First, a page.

Facebook has become a video juggernaut for publishers, racking up tons of views. It has not yet become a revenue source, however, as videos uploaded to Facebook cannot carry ads. At least they’re not supposed to.

NewsBeat Social, a distributed news organization that produces 70 one-minute videos a day, is doing an end run. Recently, the 35-person outfit posted videos (below) about the Nepal earthquakes and “Grey’s Anatomy” fandom.

Nepal quake survivor drank his own urine while trapped for 82 hours under rubble #NewsBeatWorldnbs.io/1dttUb3

Posted by NewsBeat Social on Wednesday, April 29, 2015

‘Grey’s Anatomy’ fans start petition to get a beloved character back #NewsBeatTVnbs.io/1dt8BGA

Posted by NewsBeat Social on Wednesday, April 29, 2015

NewsBeat Social’s founder, Stanley Fields, prides the outlet on providing unbiased hard news that’s viewable around the world. “We only do news,” he said. “We’re not doing funny cat videos. Just hard news. You’re on a slippery slope when you start to get into opinions.”

NewsBeat Social’s primary outlet is Facebook, where it has 2.3 million Facebook fans. The company uses New Brave World, an ad rep firm, to sell its ad inventory. Through New Brave World, NewsBeat Social has been selling pre-roll video ads on its Facebook-bound videos. Jordan English, founder of New Brave World, said NewsBeat Social has been running ads for IBM and Intel and that a campaign for Visa is on the way.

There’s a problem here. Facebook prohibits third-party ads on its pages, per its published guidelines.

NewsBeat Social’s pitch to brands is its high-quality video with demographic data on who’s watching and clicking through, according to English. He said the publisher also can target ads to specific categories of news. “Brands are really hungry for this type of content,” he said.

NewsBeat Social’s pitch is curious, considering Facebook prohibits publishers from directly selling pre- or post-roll video ads. Until now, Facebook’s publishers’ video ad strategy has been limited to tests of ads run against video with Fox Sports and the NFL, with Facebook splitting the revenue with Fox and the NFL. In a related move, Facebook also has announced Facebook Anthology, a program that would enlist publishers with branded content expertise to create video ads for brands that would run on Facebook.

And for some time, Facebook has allowed publishers to upload posts they’ve created on behalf of brands, or native ads. But it has not permitted not branded video ads, although some have slipped through. Facebook has a lot of clips to police — it records 4 billion video views a day. But it’s shut down publishers’ attempts to run pre-or post-roll video ads when it becomes aware of them, and it may be only a matter of time before it does just that with NewsBeat Social.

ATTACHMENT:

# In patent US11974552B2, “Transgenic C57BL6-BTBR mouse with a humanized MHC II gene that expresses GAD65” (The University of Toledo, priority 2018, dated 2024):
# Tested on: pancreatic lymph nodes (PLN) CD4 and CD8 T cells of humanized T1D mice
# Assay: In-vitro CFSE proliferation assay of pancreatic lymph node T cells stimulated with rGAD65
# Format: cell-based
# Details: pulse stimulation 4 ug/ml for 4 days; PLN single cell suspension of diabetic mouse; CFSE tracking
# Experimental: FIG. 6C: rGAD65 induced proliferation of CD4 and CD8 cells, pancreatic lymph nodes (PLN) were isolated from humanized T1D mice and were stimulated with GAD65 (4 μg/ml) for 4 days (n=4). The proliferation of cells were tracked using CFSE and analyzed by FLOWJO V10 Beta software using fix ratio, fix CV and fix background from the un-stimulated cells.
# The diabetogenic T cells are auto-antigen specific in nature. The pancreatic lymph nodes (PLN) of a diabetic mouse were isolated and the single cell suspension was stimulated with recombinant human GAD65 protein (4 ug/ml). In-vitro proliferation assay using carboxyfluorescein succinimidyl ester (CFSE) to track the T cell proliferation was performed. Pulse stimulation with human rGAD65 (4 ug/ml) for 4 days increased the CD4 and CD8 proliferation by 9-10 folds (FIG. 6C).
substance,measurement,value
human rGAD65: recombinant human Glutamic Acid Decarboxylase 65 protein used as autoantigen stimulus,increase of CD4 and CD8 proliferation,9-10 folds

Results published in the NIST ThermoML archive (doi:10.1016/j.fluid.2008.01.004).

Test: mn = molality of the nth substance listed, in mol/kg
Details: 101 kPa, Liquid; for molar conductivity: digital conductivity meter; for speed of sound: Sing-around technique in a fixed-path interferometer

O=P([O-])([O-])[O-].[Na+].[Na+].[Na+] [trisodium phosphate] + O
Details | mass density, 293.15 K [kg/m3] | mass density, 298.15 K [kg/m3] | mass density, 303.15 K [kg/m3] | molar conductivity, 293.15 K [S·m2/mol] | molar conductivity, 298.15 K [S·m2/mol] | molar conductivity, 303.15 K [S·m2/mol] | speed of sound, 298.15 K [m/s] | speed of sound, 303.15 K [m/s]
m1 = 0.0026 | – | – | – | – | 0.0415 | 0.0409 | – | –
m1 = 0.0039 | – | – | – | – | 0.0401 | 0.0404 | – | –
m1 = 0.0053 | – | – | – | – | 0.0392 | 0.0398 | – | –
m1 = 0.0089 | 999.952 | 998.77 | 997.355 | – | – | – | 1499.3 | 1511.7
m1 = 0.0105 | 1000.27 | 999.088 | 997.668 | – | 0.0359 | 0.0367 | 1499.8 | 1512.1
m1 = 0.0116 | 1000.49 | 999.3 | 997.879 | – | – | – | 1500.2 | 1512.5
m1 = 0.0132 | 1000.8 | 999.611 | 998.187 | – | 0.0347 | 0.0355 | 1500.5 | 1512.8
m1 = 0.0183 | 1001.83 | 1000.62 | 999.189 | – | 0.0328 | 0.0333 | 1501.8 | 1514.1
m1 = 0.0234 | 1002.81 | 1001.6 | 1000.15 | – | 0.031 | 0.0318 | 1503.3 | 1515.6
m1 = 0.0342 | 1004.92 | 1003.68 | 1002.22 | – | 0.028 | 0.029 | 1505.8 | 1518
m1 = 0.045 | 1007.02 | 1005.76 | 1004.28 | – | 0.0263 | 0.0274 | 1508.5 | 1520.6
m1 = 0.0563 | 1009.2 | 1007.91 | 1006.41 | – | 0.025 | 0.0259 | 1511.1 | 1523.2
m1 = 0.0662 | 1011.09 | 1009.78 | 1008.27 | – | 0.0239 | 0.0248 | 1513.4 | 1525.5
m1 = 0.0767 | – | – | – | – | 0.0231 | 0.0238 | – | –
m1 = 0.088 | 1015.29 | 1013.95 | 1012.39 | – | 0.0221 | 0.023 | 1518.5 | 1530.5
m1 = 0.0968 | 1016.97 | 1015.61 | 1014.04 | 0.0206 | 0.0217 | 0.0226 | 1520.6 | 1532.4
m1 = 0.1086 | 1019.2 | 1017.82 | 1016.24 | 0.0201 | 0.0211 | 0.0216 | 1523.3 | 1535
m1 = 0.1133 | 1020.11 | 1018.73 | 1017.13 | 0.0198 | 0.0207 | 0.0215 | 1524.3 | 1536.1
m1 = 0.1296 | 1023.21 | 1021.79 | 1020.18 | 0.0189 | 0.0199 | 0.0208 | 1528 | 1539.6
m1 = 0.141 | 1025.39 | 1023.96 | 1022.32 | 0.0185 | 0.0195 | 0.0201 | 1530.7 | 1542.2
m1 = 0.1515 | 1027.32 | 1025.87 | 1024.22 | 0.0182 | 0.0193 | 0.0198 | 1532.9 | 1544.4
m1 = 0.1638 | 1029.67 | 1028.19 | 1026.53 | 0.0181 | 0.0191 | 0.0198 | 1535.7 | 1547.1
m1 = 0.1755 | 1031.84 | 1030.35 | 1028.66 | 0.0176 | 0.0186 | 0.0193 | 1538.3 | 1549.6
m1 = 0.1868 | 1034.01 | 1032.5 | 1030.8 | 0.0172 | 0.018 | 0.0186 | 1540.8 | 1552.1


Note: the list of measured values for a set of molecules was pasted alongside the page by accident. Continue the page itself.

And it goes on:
Asked how the publisher is apparently skirting Facebook’s rules, English said, “I can assure you that [NewsBeat Social] is in compliance [with Facebook] policies. I’m hesitant to outline the exact ad ops process because I don’t want to accidentally give away any of their trade secrets or spell out the process for their competitive set.”

Asked about NewsBeat Social situation, Facebook declined to comment beyond pointing to its policy. “Third-party advertisements on Pages are prohibited, without our prior permission,” the policy states.

NewsBeat Social is using Kaltura, a video tech platform, to upload its clips to Facebook. Kaltura enables publishers to serve their videos on a range of platforms in addition to Facebook, and Lisa Bennett, managing director of PR and marketing there, and it’s up to the publishers to stay in line with the respective platforms’ rules.

“We always make sure we tell publishers they need to adhere to the guidelines,” she said. “We’re definitely not bypassing them or anything like that.” She said Kaltura has talks with Facebook revolving around distribution and technology, but that she’s unaware of any effort by Facebook to crack down on violations of its ad policy.

Meantime, NewsBeat Social is looking into other ways of making money from its videos outside of Facebook, starting with expanding its presence on YouTube. “We’re trying to be platform-agnostic as we build our brand,” said Tyler Peterson, COO.

Image courtesy of NewsBeat Social.

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